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Criminal Care? · 23 Jul 2018

Good children’s homes have caring staff who want to work with children

Through the course of the research for our latest briefing, ‘Hearts and heads: good practice in children’s homes’, we have come across some truly inspiring children’s homes managers and care workers. We have seen how their commitment and emotional intelligence, always coupled with the support of the parent organisation which owns the home they are working in, have created real homes for children and protected them from criminalisation.

Unfortunately, the quality of staff working in children’s homes varies greatly and many children are not receiving the level of care they need and deserve. Children’s homes staff, children, police and others have told us about individuals working in children’s homes who have contributed to children being unnecessarily criminalised.

It is up to the owners of homes, the majority of which are private companies, to make sure that unsuitable and unskilled workers do not cause further harm to the vulnerable children in their ‘care’. All children’s homes should be staffed by well-trained, well-supported people who care about and want to work with children with complex needs. We support the recommendation of the Independent Inquiry into Child Sexual Abuse (2018) that staff working in care roles in children’s homes should be required to register with an independent body that oversees standards within the profession.

“There’s low pay and low acknowledgement of the complex work staff are doing. You can practically walk in off the street and get a job as a residential worker.” – Manager, local authority youth justice services

Poor children’s homes workers police rather than parent children; they do not understand the impact of children’s backgrounds or recognise trauma responses; they are more likely to exacerbate than de-escalate difficult situations; they may take advantage of the power imbalance between staff and children; and they are more likely to use the police to deal with challenging behaviour a parent would not have called the police over and as a means of controlling children.

We have heard cases of children raging against outright cruelty inflicted upon them

We have heard of cases where children have been criminalised when they have responded to staff taunting and provoking them, when they have reacted to unnecessary and sometimes painful restraints and when they have raged against outright cruelty inflicted upon them. We have told some of these stories on this blog and in our first briefing.

We hear about how children’s reactions to these abuses and injustices can be met with an immediate call to the police and the child being criminalised. It is rare for any action to be taken against the staff involved – indeed it is often taken for granted that the children are the only ones at fault – and children may be further punished by being moved to another home or made to go through restorative justice processes. Understandably children feel very angry about these multiple injustices.

I gave the job up because of the staff I worked with. Too many of them saw how little they were making, so they came in and went home and that was it.” – Anne, former residential care worker (The Guardian, 2018)

There are many factors leading to poor quality staffing. The low salaries in the sector are undoubtedly an issue; over 10 per cent of children’s homes staff are paid at or below the Living Wage Rate (DfE, 2015) and we have heard of homes which operate zero hour contracts. Children’s homes are competing for staff with other low-paid, entry level work which may be less stressful and have more regular hours. In homes where staff are not trained, supported or valued there are high levels of sickness, absence, staff turnover and difficulties with recruitment.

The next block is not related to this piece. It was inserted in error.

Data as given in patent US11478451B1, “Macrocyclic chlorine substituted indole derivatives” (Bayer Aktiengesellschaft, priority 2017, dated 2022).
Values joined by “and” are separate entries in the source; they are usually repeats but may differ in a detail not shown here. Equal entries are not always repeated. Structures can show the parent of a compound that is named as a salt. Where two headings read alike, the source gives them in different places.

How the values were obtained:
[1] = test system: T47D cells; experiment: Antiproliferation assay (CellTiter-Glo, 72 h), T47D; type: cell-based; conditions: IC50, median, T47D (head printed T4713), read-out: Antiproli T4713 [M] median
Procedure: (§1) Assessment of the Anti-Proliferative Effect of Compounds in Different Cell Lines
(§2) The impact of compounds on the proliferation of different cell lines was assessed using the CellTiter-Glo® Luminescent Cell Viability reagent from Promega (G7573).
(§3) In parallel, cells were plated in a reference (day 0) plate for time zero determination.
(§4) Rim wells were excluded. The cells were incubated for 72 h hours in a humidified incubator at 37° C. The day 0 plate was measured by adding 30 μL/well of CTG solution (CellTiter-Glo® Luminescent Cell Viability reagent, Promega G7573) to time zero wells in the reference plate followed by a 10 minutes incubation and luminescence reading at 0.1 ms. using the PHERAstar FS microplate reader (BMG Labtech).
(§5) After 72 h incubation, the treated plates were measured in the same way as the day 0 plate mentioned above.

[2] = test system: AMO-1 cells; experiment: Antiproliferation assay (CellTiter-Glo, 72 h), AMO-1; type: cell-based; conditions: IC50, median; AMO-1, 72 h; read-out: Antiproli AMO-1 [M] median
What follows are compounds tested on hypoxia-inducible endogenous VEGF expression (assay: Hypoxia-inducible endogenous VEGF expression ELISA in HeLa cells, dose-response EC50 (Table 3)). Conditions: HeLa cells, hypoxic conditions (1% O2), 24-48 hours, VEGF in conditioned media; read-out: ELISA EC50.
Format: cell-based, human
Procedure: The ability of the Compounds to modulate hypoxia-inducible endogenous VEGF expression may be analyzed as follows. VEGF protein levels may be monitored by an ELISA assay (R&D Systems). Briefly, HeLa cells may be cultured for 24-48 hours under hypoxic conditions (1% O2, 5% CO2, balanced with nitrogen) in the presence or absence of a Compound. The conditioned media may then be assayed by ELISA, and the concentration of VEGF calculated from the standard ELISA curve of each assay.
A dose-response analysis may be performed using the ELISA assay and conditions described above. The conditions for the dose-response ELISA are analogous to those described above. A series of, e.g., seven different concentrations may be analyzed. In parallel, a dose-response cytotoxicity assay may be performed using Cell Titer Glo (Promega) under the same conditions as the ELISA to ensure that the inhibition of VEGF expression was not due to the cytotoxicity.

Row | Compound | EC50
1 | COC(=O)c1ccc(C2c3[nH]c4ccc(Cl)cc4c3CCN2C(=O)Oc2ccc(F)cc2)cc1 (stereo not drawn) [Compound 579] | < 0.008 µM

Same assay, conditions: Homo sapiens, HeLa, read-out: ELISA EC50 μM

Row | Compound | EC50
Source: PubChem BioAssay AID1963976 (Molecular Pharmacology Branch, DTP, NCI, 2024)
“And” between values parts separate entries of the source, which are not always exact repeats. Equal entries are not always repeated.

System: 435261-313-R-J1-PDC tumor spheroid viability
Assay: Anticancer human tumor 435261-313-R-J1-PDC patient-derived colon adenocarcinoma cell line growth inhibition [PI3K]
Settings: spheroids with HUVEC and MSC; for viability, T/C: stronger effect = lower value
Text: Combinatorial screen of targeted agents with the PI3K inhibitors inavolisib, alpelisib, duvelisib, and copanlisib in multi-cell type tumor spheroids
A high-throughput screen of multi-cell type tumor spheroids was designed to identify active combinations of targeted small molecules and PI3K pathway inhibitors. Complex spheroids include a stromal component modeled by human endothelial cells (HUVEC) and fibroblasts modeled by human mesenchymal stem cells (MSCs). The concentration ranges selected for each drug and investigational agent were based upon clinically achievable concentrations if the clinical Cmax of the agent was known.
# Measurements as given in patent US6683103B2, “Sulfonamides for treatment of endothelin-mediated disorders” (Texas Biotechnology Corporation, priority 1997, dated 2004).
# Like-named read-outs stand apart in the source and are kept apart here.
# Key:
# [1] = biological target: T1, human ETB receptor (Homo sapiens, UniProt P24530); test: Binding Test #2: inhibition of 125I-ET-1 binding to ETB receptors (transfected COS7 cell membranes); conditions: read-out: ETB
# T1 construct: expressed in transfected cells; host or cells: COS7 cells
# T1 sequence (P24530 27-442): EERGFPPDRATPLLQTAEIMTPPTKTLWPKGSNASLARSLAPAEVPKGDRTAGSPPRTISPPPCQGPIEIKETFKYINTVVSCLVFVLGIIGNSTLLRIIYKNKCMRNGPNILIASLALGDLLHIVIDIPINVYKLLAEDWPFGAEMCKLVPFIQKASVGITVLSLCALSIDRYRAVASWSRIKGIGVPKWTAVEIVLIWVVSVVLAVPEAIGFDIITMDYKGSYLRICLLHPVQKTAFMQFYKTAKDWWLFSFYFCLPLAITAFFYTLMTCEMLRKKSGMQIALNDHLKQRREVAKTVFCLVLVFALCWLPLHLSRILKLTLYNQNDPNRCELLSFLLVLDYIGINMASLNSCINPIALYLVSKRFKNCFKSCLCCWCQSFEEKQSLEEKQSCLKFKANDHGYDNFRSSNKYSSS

What normal home has strangers coming in to look after the children?

Many children’s homes rely on agency staff to fill the gaps. We hear that the use of agency staff impacts on children’s well-being and behaviour and that it can contribute to criminalisation, particularly when the owners of homes do not have procedures in place for managing cover by agency workers. A manager of one outstanding Oftsed-rated children’s home told us that he never uses agency staff. As he said, “What normal home has strangers coming in to look after the children?” Instead he had a bank of casual staff, some of them former employees, who he could draw on as necessary. Another good children’s home manager told us that if he has to use agency staff he will brief and monitor them himself.

“One of the problems with the current placement is that there are often agency staff on duty who don’t know the child or his history and who don’t have the training to deal with what’s happening. It must be very intimidating when you have a 15 year old boy who’s quite strong being aggressive towards you. The staff respond by wanting to protect themselves.” – Social worker

Many of the incidents we hear about which lead to the criminalisation of children happen at night. In many children’s homes there are fewer staff on duty at night time, night-time staff are frequently paid below the minimum wage (The Guardian, 2018) meaning they are generally lower skilled and more likely to be untrained and there can be very little, if any support available to them. When staff are unskilled and unsupported they are much more likely to panic and call the police.

The owners of children’s homes need to address issues around staffing in homes if they are serious about preventing the unnecessary criminalisation of children. There is much that can be done by owners to improve staff recruitment, retention, training and support which could vastly improve the daily experiences and well-being of the children in their care.

Claire Sands

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